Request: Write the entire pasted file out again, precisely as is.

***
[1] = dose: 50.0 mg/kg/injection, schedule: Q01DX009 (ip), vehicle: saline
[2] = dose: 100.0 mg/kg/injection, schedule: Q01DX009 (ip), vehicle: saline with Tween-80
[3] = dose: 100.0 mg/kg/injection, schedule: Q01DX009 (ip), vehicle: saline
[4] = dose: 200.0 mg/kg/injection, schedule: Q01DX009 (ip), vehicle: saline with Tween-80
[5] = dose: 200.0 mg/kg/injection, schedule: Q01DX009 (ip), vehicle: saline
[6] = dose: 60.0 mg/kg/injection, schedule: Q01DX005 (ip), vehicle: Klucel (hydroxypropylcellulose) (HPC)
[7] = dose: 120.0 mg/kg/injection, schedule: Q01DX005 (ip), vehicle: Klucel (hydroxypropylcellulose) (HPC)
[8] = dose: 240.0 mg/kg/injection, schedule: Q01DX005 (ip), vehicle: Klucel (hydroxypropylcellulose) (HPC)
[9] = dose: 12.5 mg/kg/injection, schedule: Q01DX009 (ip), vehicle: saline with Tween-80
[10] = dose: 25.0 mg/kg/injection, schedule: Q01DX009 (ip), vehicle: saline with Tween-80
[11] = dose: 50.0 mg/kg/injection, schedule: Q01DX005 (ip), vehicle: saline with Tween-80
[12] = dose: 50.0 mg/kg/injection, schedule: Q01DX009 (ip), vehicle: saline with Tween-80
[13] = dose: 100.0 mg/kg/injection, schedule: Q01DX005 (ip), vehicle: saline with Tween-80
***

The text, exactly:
[1] = dose: 50.0 mg/kg/injection, schedule: Q01DX009 (ip), vehicle: saline
[2] = dose: 100.0 mg/kg/injection, schedule: Q01DX009 (ip), vehicle: saline with Tween-80
[3] = dose: 100.0 mg/kg/injection, schedule: Q01DX009 (ip), vehicle: saline
[4] = dose: 200.0 mg/kg/injection, schedule: Q01DX009 (ip), vehicle: saline with Tween-80
[5] = dose: 200.0 mg/kg/injection, schedule: Q01DX009 (ip), vehicle: saline
[6] = dose: 60.0 mg/kg/injection, schedule: Q01DX005 (ip), vehicle: Klucel (hydroxypropylcellulose) (HPC)
[7] = dose: 120.0 mg/kg/injection, schedule: Q01DX005 (ip), vehicle: Klucel (hydroxypropylcellulose) (HPC)
[8] = dose: 240.0 mg/kg/injection, schedule: Q01DX005 (ip), vehicle: Klucel (hydroxypropylcellulose) (HPC)
[9] = dose: 12.5 mg/kg/injection, schedule: Q01DX009 (ip), vehicle: saline with Tween-80
[10] = dose: 25.0 mg/kg/injection, schedule: Q01DX009 (ip), vehicle: saline with Tween-80
[11] = dose: 50.0 mg/kg/injection, schedule: Q01DX005 (ip), vehicle: saline with Tween-80
[12] = dose: 50.0 mg/kg/injection, schedule: Q01DX009 (ip), vehicle: saline with Tween-80
[13] = dose: 100.0 mg/kg/injection, schedule: Q01DX005 (ip), vehicle: saline with Tween-80